Webpages are said to be the modern equivalent of shop windows. Strangers passing by will usually only use it to see a faint reflection of themselves, it’s only the people knowing what they came for will look twice at what you displayed there.

But even when they do come deliberately, what are they actually looking for?**

I’ll tell you what they are not, for starters: your time, your craft, face, and especially your processes. “Our patented 17-step process will…” No one took the time to come and find out more about any of those.**

No matter if you are a designer, lawyer, programmer, consultant, or coach, your clients come to see your webpage because they are searching for a good fit. They have a burning, expensive problem in their mind, they need someone who can fix it, and they mainly want to know:

  1. Can you solve it?
  2. How do I know I can trust you to tell the truth?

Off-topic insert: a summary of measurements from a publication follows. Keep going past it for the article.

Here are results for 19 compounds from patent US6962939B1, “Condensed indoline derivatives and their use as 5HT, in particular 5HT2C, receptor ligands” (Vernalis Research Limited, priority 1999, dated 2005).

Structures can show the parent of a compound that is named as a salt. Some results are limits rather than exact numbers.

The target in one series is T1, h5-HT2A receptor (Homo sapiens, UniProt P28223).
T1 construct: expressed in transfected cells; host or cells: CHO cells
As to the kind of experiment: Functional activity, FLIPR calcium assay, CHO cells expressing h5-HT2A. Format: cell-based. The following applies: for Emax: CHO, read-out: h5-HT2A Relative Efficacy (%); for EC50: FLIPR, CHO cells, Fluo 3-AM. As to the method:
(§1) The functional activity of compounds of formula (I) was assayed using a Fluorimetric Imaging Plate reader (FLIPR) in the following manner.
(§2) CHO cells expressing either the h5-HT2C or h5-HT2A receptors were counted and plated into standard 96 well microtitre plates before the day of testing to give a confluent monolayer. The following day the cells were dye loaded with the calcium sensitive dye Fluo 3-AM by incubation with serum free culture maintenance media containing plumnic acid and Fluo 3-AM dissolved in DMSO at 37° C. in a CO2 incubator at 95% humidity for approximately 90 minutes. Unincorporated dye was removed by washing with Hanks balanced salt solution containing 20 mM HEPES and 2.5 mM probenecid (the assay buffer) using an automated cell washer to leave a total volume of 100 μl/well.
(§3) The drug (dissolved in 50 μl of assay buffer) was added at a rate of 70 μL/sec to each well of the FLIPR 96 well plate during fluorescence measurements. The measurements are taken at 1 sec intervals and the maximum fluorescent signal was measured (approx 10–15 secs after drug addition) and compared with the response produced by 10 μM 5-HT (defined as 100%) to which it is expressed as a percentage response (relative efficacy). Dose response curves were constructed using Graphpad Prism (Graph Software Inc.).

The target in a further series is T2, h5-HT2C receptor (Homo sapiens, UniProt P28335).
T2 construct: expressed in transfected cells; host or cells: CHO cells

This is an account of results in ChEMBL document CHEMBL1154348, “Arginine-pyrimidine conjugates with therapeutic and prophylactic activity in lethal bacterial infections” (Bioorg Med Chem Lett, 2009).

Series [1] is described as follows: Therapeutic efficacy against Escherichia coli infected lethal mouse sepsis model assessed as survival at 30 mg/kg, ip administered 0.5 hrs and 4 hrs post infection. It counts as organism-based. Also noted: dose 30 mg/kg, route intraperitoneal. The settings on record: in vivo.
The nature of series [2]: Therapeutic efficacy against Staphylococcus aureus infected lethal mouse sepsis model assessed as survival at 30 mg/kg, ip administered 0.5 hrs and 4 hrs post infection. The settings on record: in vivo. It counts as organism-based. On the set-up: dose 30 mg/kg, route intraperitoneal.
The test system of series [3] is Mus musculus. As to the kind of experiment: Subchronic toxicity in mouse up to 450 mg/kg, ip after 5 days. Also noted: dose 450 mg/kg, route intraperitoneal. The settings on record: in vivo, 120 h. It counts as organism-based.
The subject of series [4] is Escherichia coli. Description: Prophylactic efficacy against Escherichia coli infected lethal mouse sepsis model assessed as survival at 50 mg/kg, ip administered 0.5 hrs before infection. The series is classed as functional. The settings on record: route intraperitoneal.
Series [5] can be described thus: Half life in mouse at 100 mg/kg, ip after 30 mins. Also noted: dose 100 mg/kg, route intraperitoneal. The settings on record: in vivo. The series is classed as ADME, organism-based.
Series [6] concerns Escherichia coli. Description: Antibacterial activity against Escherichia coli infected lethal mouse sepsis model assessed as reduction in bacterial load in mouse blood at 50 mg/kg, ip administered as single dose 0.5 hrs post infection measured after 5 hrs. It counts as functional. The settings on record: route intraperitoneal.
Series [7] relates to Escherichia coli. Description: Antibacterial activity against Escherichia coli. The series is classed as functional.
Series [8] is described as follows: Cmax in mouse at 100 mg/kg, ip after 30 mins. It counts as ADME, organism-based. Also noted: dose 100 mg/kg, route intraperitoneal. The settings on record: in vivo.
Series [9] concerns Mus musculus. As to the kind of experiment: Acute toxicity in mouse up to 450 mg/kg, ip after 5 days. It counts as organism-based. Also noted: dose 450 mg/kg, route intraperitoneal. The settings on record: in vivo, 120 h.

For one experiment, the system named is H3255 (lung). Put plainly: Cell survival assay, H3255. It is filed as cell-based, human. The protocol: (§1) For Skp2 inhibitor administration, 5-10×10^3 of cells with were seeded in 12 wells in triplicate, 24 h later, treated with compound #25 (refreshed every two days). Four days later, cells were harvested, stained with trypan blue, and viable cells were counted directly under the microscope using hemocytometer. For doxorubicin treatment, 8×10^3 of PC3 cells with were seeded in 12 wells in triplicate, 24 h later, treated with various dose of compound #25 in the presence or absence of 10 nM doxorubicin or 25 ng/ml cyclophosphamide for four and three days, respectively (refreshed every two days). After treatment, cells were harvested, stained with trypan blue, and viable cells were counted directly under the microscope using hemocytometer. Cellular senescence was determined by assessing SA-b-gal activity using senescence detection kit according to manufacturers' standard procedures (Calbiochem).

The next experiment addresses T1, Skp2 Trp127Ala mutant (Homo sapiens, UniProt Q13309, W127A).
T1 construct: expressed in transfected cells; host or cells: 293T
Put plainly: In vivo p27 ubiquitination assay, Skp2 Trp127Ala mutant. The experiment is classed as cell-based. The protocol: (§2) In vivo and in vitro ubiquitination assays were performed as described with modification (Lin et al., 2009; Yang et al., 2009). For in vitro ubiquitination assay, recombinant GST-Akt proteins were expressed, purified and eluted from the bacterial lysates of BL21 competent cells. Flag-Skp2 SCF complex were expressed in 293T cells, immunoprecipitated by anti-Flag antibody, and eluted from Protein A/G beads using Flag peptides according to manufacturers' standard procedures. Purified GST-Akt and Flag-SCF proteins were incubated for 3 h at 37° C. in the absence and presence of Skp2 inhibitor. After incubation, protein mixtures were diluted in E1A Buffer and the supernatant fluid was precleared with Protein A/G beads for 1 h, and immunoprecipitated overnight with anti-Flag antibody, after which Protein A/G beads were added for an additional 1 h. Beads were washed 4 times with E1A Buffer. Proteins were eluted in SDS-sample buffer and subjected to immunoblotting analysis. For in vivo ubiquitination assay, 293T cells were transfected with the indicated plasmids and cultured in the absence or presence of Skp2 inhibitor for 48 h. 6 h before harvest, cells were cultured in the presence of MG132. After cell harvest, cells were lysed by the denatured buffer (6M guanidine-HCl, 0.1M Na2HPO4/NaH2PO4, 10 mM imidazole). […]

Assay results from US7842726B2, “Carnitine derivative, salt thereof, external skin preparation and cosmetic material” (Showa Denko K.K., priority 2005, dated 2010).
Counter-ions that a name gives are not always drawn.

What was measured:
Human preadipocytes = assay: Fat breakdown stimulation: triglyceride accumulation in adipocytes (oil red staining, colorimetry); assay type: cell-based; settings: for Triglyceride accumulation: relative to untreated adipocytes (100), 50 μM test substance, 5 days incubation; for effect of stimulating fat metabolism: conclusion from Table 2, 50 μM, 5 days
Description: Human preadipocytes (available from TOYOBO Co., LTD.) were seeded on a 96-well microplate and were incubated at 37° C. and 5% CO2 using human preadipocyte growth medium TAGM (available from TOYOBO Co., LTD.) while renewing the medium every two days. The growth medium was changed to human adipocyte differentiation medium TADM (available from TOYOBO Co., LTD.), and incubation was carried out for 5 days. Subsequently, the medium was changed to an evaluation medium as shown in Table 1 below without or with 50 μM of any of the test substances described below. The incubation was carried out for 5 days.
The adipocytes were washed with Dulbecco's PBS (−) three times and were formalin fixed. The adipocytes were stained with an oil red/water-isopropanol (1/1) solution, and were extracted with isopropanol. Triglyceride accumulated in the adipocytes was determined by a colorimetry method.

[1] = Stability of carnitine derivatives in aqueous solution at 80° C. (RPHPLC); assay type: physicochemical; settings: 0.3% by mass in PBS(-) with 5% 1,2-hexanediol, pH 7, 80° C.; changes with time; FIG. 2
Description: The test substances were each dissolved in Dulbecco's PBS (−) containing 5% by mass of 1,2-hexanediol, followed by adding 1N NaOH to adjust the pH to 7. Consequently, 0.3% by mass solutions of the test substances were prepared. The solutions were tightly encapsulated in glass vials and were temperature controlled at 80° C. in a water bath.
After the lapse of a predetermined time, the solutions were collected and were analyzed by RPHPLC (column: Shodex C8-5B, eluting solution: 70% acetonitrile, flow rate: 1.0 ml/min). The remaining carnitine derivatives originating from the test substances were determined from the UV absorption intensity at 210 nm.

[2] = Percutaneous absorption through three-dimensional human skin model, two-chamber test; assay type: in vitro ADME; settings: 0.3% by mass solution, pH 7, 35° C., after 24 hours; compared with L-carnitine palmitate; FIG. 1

3. Who have you already done it for?
  4. What’s your “fingerprint”, your individual point of view on this exact problem?

If your webpage can tell them all that, within half a minute and with not much thinking required, it’s hitting that fit, and doing its job. 

If not, even really innovative content, a proverbial “dancing gorilla” you tacked on your web page while feeling inspired, will not generate much more than a few cursory glances and polite smiles. Nice, but not the fit they were looking for.


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